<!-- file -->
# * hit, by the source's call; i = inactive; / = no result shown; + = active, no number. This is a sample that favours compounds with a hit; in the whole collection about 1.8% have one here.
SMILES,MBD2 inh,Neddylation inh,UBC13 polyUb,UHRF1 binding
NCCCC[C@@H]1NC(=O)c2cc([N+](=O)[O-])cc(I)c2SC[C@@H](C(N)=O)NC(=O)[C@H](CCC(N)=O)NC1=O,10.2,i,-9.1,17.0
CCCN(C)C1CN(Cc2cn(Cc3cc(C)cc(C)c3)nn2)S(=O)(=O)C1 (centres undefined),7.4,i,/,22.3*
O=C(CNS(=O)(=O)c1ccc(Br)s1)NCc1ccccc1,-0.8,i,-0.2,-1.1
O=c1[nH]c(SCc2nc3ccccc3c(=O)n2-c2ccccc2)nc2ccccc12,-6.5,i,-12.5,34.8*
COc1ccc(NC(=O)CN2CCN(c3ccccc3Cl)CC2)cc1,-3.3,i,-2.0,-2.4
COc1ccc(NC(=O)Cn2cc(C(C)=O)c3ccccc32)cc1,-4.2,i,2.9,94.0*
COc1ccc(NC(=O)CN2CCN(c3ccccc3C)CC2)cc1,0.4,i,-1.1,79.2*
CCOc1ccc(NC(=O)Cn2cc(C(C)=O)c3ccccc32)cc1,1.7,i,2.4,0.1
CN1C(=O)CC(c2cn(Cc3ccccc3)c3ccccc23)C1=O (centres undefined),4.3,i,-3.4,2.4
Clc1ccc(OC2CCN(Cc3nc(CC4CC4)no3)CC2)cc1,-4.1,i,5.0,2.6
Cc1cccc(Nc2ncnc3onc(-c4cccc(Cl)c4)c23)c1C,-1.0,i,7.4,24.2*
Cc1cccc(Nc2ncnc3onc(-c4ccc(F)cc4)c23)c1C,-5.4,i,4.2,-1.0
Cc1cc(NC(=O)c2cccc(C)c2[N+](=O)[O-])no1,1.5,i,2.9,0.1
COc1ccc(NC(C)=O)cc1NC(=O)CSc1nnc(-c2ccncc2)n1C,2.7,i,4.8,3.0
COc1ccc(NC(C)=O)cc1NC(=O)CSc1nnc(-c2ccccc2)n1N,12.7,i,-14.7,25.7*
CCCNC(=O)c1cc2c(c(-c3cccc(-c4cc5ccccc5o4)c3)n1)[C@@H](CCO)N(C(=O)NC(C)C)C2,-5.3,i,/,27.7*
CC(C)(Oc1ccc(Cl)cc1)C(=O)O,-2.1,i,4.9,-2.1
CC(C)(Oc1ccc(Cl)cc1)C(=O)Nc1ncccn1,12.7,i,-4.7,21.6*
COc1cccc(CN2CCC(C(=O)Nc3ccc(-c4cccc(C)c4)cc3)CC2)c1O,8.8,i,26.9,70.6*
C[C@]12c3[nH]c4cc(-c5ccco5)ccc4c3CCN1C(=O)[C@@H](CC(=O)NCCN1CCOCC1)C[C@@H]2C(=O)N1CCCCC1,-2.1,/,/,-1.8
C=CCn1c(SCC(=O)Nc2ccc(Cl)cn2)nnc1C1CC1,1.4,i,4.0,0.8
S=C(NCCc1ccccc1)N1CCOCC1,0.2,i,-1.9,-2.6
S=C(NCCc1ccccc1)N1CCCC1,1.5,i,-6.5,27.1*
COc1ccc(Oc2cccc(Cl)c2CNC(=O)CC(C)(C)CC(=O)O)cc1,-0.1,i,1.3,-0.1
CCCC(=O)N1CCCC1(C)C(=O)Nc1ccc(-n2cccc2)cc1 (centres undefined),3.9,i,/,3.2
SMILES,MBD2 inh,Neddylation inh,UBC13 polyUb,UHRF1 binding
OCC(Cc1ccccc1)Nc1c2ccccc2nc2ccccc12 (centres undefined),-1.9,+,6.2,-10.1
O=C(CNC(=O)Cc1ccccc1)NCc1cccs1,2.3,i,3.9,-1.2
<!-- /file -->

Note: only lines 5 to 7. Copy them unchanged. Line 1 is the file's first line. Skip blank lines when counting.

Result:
O=C(CNS(=O)(=O)c1ccc(Br)s1)NCc1ccccc1,-0.8,i,-0.2,-1.1
O=c1[nH]c(SCc2nc3ccccc3c(=O)n2-c2ccccc2)nc2ccccc12,-6.5,i,-12.5,34.8*
COc1ccc(NC(=O)CN2CCN(c3ccccc3Cl)CC2)cc1,-3.3,i,-2.0,-2.4